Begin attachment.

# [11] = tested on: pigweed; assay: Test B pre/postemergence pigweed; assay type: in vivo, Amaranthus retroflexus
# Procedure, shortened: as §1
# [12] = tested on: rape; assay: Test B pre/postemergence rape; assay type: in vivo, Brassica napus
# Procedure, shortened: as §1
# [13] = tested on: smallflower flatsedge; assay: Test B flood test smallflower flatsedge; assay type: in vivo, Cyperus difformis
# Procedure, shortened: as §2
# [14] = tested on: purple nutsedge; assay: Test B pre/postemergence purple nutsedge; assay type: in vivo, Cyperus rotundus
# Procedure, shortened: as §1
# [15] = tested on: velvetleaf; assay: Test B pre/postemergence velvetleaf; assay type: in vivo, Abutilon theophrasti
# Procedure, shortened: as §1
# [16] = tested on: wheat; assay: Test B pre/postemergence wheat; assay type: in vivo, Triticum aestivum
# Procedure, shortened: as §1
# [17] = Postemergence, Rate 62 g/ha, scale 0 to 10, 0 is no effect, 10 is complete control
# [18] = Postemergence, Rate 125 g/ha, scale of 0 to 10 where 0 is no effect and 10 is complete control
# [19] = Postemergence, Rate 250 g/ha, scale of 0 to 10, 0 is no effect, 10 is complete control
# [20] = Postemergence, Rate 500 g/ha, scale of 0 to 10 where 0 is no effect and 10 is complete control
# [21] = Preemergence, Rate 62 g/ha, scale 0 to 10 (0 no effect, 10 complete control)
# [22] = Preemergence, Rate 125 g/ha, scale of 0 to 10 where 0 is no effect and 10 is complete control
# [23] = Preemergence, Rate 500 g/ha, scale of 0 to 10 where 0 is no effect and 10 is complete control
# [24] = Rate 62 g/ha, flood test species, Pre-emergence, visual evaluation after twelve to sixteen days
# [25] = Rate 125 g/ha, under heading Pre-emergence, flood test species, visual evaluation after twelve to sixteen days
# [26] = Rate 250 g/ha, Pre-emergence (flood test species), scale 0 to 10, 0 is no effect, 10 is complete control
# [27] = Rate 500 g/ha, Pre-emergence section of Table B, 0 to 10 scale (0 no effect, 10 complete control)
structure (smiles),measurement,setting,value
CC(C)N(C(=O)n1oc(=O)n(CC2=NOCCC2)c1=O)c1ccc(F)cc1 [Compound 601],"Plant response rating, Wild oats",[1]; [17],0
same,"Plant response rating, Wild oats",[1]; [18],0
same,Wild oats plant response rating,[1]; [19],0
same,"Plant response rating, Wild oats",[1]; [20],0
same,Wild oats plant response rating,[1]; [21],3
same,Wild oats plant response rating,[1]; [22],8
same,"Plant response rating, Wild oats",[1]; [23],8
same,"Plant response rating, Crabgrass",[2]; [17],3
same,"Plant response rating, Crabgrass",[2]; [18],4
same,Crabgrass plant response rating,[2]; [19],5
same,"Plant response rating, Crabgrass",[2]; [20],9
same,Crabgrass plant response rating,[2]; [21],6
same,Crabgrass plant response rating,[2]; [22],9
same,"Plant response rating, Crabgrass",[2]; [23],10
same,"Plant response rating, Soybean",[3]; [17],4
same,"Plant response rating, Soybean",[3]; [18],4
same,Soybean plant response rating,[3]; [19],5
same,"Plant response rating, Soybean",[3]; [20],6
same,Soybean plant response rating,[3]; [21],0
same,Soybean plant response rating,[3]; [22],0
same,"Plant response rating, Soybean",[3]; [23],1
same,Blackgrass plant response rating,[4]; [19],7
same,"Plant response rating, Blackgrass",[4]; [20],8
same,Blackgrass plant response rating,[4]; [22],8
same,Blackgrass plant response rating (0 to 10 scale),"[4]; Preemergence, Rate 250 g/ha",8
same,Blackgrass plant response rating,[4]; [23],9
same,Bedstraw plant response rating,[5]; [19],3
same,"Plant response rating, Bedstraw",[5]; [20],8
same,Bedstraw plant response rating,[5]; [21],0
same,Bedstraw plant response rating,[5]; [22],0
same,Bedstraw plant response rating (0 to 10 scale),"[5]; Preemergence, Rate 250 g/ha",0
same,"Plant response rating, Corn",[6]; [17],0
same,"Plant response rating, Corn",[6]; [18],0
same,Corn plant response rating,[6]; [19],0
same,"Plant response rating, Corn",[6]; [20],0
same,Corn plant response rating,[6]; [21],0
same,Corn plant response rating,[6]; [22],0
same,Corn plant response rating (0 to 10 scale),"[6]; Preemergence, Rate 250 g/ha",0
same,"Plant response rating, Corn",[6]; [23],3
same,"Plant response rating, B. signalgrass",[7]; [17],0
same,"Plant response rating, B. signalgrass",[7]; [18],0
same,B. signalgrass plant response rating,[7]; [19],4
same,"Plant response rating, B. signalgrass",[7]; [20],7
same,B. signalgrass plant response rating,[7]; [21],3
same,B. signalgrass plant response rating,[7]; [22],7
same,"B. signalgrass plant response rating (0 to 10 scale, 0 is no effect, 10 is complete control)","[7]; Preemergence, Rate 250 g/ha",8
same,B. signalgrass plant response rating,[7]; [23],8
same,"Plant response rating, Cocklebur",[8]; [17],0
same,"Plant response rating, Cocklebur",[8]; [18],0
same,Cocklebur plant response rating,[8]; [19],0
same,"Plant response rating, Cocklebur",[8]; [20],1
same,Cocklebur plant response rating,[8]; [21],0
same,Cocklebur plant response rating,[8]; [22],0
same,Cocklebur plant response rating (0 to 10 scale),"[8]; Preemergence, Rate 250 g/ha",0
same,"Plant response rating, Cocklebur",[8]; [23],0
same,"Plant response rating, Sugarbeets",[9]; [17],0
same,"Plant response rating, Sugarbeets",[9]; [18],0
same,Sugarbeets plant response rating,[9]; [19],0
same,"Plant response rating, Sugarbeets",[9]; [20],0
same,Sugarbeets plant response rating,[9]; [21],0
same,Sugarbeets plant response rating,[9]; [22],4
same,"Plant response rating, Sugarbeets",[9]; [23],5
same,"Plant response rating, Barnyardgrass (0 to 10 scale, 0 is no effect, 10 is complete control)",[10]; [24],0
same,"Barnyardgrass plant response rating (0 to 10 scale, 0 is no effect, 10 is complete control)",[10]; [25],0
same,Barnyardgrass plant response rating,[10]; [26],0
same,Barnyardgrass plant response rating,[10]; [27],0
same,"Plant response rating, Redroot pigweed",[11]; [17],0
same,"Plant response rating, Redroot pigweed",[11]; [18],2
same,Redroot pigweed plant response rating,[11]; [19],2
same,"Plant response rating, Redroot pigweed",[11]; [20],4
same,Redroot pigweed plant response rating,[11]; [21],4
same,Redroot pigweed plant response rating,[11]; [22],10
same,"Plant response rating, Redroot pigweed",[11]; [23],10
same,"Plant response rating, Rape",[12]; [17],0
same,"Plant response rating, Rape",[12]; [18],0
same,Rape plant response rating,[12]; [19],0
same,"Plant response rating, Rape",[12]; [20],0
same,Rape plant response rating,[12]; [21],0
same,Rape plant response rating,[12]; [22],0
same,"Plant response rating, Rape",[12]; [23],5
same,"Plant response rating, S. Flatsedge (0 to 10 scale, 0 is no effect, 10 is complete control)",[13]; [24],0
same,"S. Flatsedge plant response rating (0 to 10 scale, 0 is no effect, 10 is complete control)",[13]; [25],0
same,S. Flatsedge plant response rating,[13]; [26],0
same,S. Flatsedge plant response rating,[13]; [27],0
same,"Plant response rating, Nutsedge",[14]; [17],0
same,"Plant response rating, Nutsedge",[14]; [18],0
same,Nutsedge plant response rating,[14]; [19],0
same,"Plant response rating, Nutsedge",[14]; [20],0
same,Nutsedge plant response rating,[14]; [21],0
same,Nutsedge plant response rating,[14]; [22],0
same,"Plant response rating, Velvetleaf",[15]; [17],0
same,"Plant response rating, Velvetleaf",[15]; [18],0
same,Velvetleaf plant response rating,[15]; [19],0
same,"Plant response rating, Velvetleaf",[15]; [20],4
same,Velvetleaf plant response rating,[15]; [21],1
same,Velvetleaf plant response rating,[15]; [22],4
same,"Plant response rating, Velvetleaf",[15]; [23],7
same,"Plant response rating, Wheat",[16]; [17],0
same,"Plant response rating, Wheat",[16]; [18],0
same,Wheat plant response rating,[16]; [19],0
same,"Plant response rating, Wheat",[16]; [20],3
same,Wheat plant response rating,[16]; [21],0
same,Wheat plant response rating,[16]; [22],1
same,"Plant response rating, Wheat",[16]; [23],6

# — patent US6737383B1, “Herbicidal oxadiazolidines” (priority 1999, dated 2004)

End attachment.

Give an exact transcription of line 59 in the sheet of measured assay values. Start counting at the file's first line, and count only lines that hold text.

same,"Plant response rating, Corn",[6]; [20],0